Nighttime hypoglycemia can be the result of a number of factors in people with diabetes. It is important to learn what causes hypoglycemia (low glucose) in order to prevent it from happening.
What are the causes of nighttime hypoglycemia
Having an active day or exercising close to bedtime with diabetes can lower glucose and cause hypoglycemic during sleep or overnight. Other factors that can put you at risk for nighttime hypoglycemia are too much basal (background) insulin or consuming alcohol in the evening. While your liver is busy clearing the alcohol from your blood it stops producing glucose putting one at risk for having a lower glucose level.
Some people forget that their premeal (fast-acting) insulin can last for up to five to six hours. If you eat a late dinner and go to sleep a few hours later, your glucose may be okay before going to bed. However, since the insulin you took for dinner is still working in your body, your glucose could drop during the night.
What are the signs of nighttime hypoglycemia
Signs that you’ve experienced nighttime hypoglycemia can include:
- Sweating: waking up with damp clothes/sheets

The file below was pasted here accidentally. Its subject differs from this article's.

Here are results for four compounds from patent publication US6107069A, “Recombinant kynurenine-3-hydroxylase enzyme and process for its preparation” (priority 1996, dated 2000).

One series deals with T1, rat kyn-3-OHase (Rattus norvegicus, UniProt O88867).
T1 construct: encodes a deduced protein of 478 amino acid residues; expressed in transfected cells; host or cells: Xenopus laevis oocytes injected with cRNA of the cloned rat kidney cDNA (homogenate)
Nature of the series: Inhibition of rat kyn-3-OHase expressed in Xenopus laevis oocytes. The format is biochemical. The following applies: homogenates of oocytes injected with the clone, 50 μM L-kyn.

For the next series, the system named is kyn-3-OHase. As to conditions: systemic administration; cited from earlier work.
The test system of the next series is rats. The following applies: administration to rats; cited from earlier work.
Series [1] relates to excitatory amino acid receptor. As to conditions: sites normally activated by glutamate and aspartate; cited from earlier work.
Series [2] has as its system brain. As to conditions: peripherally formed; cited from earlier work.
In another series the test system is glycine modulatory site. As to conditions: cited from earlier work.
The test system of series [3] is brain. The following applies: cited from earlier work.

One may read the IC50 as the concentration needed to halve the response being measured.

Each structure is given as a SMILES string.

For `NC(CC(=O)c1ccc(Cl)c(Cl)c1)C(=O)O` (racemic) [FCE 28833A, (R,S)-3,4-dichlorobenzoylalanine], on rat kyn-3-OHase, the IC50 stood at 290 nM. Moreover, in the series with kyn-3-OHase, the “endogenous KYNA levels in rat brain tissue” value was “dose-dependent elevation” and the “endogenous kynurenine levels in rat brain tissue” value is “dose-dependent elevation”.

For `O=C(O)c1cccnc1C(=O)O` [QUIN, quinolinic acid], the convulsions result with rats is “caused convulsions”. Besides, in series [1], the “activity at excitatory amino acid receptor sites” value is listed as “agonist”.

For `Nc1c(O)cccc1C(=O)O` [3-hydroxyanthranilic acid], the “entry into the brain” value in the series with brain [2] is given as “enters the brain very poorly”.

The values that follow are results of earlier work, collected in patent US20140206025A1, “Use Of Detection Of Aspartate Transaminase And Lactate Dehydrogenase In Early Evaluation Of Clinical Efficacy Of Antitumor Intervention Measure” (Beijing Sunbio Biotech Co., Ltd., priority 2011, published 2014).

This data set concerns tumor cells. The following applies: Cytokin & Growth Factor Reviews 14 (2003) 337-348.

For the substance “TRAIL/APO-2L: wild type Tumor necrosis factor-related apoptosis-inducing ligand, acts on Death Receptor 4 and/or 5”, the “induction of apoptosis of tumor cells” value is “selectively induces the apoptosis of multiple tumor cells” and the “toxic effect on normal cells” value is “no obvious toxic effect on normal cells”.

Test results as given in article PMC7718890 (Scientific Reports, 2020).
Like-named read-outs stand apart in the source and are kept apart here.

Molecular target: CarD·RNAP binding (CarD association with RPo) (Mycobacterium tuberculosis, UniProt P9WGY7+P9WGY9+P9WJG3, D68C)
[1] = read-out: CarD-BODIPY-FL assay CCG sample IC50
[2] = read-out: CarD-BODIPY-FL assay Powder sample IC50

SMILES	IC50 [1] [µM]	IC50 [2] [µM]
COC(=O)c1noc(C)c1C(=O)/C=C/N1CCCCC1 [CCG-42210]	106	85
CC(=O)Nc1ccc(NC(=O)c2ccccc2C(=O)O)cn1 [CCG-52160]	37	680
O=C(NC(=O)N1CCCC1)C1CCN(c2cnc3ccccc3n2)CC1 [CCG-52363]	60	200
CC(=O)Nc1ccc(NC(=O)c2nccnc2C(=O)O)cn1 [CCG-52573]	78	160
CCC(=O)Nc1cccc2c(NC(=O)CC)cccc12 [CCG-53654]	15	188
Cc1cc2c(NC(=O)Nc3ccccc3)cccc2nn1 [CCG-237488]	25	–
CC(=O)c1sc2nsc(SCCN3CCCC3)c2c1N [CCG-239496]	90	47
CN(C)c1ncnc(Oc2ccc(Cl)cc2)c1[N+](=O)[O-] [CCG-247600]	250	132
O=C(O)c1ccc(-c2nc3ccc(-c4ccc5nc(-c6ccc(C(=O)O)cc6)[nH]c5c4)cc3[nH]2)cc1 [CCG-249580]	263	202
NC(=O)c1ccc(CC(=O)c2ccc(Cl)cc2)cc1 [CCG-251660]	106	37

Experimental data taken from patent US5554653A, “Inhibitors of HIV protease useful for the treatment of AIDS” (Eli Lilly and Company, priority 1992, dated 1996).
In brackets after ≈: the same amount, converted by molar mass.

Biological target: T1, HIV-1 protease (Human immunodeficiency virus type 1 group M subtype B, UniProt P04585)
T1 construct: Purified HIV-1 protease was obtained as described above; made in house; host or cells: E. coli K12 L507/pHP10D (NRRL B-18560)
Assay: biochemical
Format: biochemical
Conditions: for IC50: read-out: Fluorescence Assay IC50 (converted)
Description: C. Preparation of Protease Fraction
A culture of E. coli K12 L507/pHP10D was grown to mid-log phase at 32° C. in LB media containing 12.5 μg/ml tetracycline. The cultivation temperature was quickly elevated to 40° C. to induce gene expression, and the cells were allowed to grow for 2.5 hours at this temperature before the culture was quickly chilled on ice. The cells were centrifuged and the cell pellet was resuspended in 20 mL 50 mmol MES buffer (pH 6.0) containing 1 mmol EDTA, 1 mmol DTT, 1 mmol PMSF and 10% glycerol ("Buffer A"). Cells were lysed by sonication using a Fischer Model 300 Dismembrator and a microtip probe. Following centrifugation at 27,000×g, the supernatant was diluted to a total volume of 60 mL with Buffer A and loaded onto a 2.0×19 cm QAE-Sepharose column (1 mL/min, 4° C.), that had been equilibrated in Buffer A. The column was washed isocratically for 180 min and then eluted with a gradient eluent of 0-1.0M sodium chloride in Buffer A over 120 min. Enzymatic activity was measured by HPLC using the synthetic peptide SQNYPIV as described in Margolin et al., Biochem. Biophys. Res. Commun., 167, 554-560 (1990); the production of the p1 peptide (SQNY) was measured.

- Waking up with a headache
- Having nightmares
- Feeling unusually tired in the morning
- Waking up with a higher than usual glucose level
You may also wake up with a higher glucose reading, which is a result of your body rebounding from the overnight low glucose. Experiencing a fast heartbeat and anxiety before bed may be an indication of approaching hypoglycemia.
Ways to avoid nighttime hypoglycemia
Check your glucose before going to bed. This could be either with your glucose meter or your continuous glucose monitoring device. Aim for a target of 90-150mg/dl. Know the signs and symptoms of nighttime hypoglycemia. Before you go to bed, consider all of the causes of nighttime hypoglycemia, and if you think you’re at risk, have a snack before heading to bed. Try to be consistent with your meals and/or snacks; skipping dinner or snacks you usually have can put you at risk. Eat a meal or snack when consuming alcohol.
You may need to reduce your predinner or evening/bedtime basal insulin following exercise. Be prepared, have rapid-acting carbohydrates like glucose tablets, juice or soda at your bedside. If you find yourself experiencing frequent nighttime hypoglycemia you may need to adjust your insulin doses. Speak to your diabetes care team about adjusting your insulin regimen or things that you can do to avoid hypoglycemia whether it be overnight or anytime during the day.
Although this content is reviewed by Joslin Diabetes Center healthcare professionals, it is not intended to replace the medical advice of your doctor or healthcare provider. Please consult your healthcare provider for advice about a specific medical condition.
To make an appointment with a Joslin provider or diabetes care and education specialist please call (617) 309-2440.